Cherie says: “As we head further into Wales and the savage climbs of Snowdonia, today could be decisive for the GC.  Again, the results of Stages 1 & 2 will come into play to decide how we race on the day as this is the longest stage and very technical.  When you take into account the tight corners, sharp roads, cattle grids, a couple of level crossings, plus the fact that in the last 50km there are three KOM points – two of them Cat 1s – it’s definitely a day to watch.  There are a couple of points for a potential shake-up and there’s a technical last 25km too with lots of climbing.  Classic Tour of Britain”

Stage 5, Thursday 9 September: Alderley Park to Warrington (152km)

On paper, today’s stage is less fierce than the previous day, but when you look at it from a sprinter’s perspective, it gets a lot more exciting. And when you have one of the world’s top sprinters on your team….even more so.  Andre Griepel has a fair bit of experience racing on British roads and has won sprint stages of the Tour of Britain in the past – and, having announced his retirement at the end of the 2022 season, could Stage 5 add to his record-breaking tally of 158 pro wins, the most of any active rider?

Cherie’s view on the stage; “I’d say this is the first true sprinters day, it has a hilly start, including a Cat 2 near the mid way point but after that it quickly flattens out.  I’d expect the sprinters to keep this one under control.  The last 3km has a few turns to get right too.”

Stage 6, Friday 6 September: Carlisle to Gateshead (198km)

Another three Cat 1 climbs and 198km of racing, anyone?  The Tour travels further north now, as the race makes its way towards the last few stages. But this stage shouldn’t be seen in isolation as the eyes of the cycling world look to Flanders at the end of September, and the UCI Road World Championships.  Back in Gateshead though it should be quite the finish, underneath Antony Gormley’s Angel of the North.

Chatting with Cherie, her excitement for this stage is clear; “An absolute must watch, this one.  It’s a very similar course to the Flanders UCI Road World Championships route, mimicking a lot of what the riders will see later in September.  The Tour of Britain is an important marker in riders’ progress towards the Worlds so the race GC contenders will need to be alert here.  I think it’ll come down to a reduced bunch sprint, after a few undulating climbs plus three Cat 1s.”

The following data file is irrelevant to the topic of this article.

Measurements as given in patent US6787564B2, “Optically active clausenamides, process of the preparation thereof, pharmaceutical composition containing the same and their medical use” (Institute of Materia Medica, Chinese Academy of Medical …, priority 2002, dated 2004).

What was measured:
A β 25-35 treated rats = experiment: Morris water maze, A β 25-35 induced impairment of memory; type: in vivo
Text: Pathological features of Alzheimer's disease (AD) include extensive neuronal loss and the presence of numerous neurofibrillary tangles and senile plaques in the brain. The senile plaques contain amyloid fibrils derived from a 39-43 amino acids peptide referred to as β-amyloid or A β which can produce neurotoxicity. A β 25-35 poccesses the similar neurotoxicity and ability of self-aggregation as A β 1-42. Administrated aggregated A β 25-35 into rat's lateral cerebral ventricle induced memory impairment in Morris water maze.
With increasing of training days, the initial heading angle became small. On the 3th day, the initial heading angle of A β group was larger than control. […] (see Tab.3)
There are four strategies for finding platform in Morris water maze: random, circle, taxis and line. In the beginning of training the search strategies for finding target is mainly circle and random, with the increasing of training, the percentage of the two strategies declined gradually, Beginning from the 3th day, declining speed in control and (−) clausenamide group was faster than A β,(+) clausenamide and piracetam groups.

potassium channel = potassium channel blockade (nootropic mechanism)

Stage 7, Saturday 11 September: Hawick to Edinburgh (195km)

On to the Borders now and early Autumn in the Tweed Valley, which sounds lovely for those of us watching, but will be another technical day and one for the peloton to stay on high alert. 

A lot of the route is quite exposed on high ground and just to prove it, there are a few wind farms in the area.  Depending on the conditions there could be a few chances for breaks to get away, as Cherie noted; “One for a breakaway perhaps? There are some punchy, tight climbs, and again, like Stage 6, it’s another where riders aiming for the UCI Road World Championships will test themselves and use it as prep.  There are some technical aspects to watch out for too, some cattle grids for example, but again, definitely one to watch.”

Stage 8, Sunday 12 September: Stonehaven to Aberdeen (195km)

The final stage and one the sprinters will definitely have their eye on.  But before the riders reach Aberdeen there are a few technical spots to watch out for, including cattle grids, narrow bridges and more – but by now, the riders will be used to these.  The final 2km are right on the sea-front so the bunch may be affected by whatever the North Sea can throw at them, but overall it should be a super fast last day.

Cherie said “it’s a very Scottish stage – some of the route comes close to the North Sea so the wind could be a factor – but by the time we get to the last 20km this one really has bunch sprint written all over it.  It’ll be a fast, fast run in to Aberdeen.  There are a couple of tight corners and pinch points in the final 3km too, so expect a really superb finale.”

— Sjors Beukeboom to israelcyclingacademy.com

Team leader Vanmarcke is out but ISN fights on in his spirit

Luck has not been on the side of Israel Start-Up Nation in this year’s Vuelta a España. Three riders crashed out in the first week and on stage 16, team leader Sep Vanmarcke also had to abandon after suffering his fourth crash in the race.